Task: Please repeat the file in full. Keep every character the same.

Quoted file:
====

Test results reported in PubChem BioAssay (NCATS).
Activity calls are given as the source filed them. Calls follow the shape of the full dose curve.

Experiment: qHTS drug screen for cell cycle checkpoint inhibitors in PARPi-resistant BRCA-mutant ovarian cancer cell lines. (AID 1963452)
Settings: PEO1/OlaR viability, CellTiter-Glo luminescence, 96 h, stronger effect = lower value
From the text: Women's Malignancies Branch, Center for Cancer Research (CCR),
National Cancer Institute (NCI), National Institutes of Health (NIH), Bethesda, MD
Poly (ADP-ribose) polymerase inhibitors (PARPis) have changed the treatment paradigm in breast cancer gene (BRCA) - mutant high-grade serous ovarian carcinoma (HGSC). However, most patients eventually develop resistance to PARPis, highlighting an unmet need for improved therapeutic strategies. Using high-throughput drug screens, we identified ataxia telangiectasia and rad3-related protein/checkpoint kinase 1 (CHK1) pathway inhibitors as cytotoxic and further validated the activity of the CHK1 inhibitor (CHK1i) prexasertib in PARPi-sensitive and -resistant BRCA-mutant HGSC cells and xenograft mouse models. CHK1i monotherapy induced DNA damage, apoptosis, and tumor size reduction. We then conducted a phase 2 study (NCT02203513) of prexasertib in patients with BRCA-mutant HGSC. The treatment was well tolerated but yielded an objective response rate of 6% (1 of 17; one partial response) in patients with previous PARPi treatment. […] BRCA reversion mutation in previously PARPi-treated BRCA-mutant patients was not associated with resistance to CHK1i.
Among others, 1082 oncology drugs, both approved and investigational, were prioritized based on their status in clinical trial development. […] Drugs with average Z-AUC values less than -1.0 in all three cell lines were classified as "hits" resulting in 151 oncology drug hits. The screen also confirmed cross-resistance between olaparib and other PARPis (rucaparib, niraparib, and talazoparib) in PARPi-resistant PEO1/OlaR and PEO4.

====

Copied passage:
Test results reported in PubChem BioAssay (NCATS).
Activity calls are given as the source filed them. Calls follow the shape of the full dose curve.

Experiment: qHTS drug screen for cell cycle checkpoint inhibitors in PARPi-resistant BRCA-mutant ovarian cancer cell lines. (AID 1963452)
Settings: PEO1/OlaR viability, CellTiter-Glo luminescence, 96 h, stronger effect = lower value
From the text: Women's Malignancies Branch, Center for Cancer Research (CCR),
National Cancer Institute (NCI), National Institutes of Health (NIH), Bethesda, MD
Poly (ADP-ribose) polymerase inhibitors (PARPis) have changed the treatment paradigm in breast cancer gene (BRCA) - mutant high-grade serous ovarian carcinoma (HGSC). However, most patients eventually develop resistance to PARPis, highlighting an unmet need for improved therapeutic strategies. Using high-throughput drug screens, we identified ataxia telangiectasia and rad3-related protein/checkpoint kinase 1 (CHK1) pathway inhibitors as cytotoxic and further validated the activity of the CHK1 inhibitor (CHK1i) prexasertib in PARPi-sensitive and -resistant BRCA-mutant HGSC cells and xenograft mouse models. CHK1i monotherapy induced DNA damage, apoptosis, and tumor size reduction. We then conducted a phase 2 study (NCT02203513) of prexasertib in patients with BRCA-mutant HGSC. The treatment was well tolerated but yielded an objective response rate of 6% (1 of 17; one partial response) in patients with previous PARPi treatment. […] BRCA reversion mutation in previously PARPi-treated BRCA-mutant patients was not associated with resistance to CHK1i.
Among others, 1082 oncology drugs, both approved and investigational, were prioritized based on their status in clinical trial development. […] Drugs with average Z-AUC values less than -1.0 in all three cell lines were classified as "hits" resulting in 151 oncology drug hits. The screen also confirmed cross-resistance between olaparib and other PARPis (rucaparib, niraparib, and talazoparib) in PARPi-resistant PEO1/OlaR and PEO4.